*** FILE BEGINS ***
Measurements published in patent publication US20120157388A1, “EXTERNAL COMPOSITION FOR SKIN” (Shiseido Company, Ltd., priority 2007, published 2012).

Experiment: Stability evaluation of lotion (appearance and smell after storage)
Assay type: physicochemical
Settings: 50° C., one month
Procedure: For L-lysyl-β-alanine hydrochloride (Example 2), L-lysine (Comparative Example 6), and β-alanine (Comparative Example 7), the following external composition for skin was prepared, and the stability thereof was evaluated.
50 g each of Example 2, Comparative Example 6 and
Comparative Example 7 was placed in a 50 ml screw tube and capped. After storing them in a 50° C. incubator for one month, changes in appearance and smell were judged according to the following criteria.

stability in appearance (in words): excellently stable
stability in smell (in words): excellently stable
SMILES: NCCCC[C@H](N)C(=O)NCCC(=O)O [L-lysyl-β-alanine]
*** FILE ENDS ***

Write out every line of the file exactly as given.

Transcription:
Measurements published in patent publication US20120157388A1, “EXTERNAL COMPOSITION FOR SKIN” (Shiseido Company, Ltd., priority 2007, published 2012).

Experiment: Stability evaluation of lotion (appearance and smell after storage)
Assay type: physicochemical
Settings: 50° C., one month
Procedure: For L-lysyl-β-alanine hydrochloride (Example 2), L-lysine (Comparative Example 6), and β-alanine (Comparative Example 7), the following external composition for skin was prepared, and the stability thereof was evaluated.
50 g each of Example 2, Comparative Example 6 and
Comparative Example 7 was placed in a 50 ml screw tube and capped. After storing them in a 50° C. incubator for one month, changes in appearance and smell were judged according to the following criteria.

stability in appearance (in words): excellently stable
stability in smell (in words): excellently stable
SMILES: NCCCC[C@H](N)C(=O)NCCC(=O)O [L-lysyl-β-alanine]